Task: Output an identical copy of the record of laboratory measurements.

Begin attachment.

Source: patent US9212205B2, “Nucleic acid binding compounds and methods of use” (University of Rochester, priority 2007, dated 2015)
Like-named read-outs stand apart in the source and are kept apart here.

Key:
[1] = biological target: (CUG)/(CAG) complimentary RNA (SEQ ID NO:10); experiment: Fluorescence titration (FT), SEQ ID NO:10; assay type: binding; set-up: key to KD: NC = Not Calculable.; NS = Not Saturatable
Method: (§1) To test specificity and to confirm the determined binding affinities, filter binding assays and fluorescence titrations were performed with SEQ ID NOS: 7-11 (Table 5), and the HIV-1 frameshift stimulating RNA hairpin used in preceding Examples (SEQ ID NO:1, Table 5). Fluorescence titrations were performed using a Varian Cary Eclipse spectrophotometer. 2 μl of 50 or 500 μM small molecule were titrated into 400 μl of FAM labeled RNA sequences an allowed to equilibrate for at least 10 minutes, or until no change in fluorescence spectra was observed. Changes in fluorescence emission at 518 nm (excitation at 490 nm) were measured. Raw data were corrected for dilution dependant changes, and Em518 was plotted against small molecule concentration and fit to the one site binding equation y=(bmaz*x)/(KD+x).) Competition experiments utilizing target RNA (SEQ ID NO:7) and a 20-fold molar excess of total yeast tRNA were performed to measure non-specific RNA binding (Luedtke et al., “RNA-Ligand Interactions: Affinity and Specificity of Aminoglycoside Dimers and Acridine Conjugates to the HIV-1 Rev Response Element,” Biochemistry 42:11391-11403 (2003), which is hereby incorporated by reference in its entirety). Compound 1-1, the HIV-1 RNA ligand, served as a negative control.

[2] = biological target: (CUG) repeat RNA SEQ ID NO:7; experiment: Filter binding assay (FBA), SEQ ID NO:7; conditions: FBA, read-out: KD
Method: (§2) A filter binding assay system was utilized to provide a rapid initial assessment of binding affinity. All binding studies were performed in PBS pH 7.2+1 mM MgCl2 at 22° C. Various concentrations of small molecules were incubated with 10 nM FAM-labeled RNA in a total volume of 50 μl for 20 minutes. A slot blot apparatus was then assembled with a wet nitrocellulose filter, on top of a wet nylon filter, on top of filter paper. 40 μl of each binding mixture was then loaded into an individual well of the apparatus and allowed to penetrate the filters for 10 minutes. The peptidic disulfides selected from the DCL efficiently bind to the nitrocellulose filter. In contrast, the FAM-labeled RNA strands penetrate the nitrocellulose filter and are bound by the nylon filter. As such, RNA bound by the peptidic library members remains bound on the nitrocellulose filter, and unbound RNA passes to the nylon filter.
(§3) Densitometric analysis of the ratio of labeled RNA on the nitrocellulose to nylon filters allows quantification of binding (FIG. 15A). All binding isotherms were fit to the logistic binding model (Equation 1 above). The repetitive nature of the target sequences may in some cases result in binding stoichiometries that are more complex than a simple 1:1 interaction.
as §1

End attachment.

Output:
Source: patent US9212205B2, “Nucleic acid binding compounds and methods of use” (University of Rochester, priority 2007, dated 2015)
Like-named read-outs stand apart in the source and are kept apart here.

Key:
[1] = biological target: (CUG)/(CAG) complimentary RNA (SEQ ID NO:10); experiment: Fluorescence titration (FT), SEQ ID NO:10; assay type: binding; set-up: key to KD: NC = Not Calculable.; NS = Not Saturatable
Method: (§1) To test specificity and to confirm the determined binding affinities, filter binding assays and fluorescence titrations were performed with SEQ ID NOS: 7-11 (Table 5), and the HIV-1 frameshift stimulating RNA hairpin used in preceding Examples (SEQ ID NO:1, Table 5). Fluorescence titrations were performed using a Varian Cary Eclipse spectrophotometer. 2 μl of 50 or 500 μM small molecule were titrated into 400 μl of FAM labeled RNA sequences an allowed to equilibrate for at least 10 minutes, or until no change in fluorescence spectra was observed. Changes in fluorescence emission at 518 nm (excitation at 490 nm) were measured. Raw data were corrected for dilution dependant changes, and Em518 was plotted against small molecule concentration and fit to the one site binding equation y=(bmaz*x)/(KD+x).) Competition experiments utilizing target RNA (SEQ ID NO:7) and a 20-fold molar excess of total yeast tRNA were performed to measure non-specific RNA binding (Luedtke et al., “RNA-Ligand Interactions: Affinity and Specificity of Aminoglycoside Dimers and Acridine Conjugates to the HIV-1 Rev Response Element,” Biochemistry 42:11391-11403 (2003), which is hereby incorporated by reference in its entirety). Compound 1-1, the HIV-1 RNA ligand, served as a negative control.

[2] = biological target: (CUG) repeat RNA SEQ ID NO:7; experiment: Filter binding assay (FBA), SEQ ID NO:7; conditions: FBA, read-out: KD
Method: (§2) A filter binding assay system was utilized to provide a rapid initial assessment of binding affinity. All binding studies were performed in PBS pH 7.2+1 mM MgCl2 at 22° C. Various concentrations of small molecules were incubated with 10 nM FAM-labeled RNA in a total volume of 50 μl for 20 minutes. A slot blot apparatus was then assembled with a wet nitrocellulose filter, on top of a wet nylon filter, on top of filter paper. 40 μl of each binding mixture was then loaded into an individual well of the apparatus and allowed to penetrate the filters for 10 minutes. The peptidic disulfides selected from the DCL efficiently bind to the nitrocellulose filter. In contrast, the FAM-labeled RNA strands penetrate the nitrocellulose filter and are bound by the nylon filter. As such, RNA bound by the peptidic library members remains bound on the nitrocellulose filter, and unbound RNA passes to the nylon filter.
(§3) Densitometric analysis of the ratio of labeled RNA on the nitrocellulose to nylon filters allows quantification of binding (FIG. 15A). All binding isotherms were fit to the logistic binding model (Equation 1 above). The repetitive nature of the target sequences may in some cases result in binding stoichiometries that are more complex than a simple 1:1 interaction.
as §1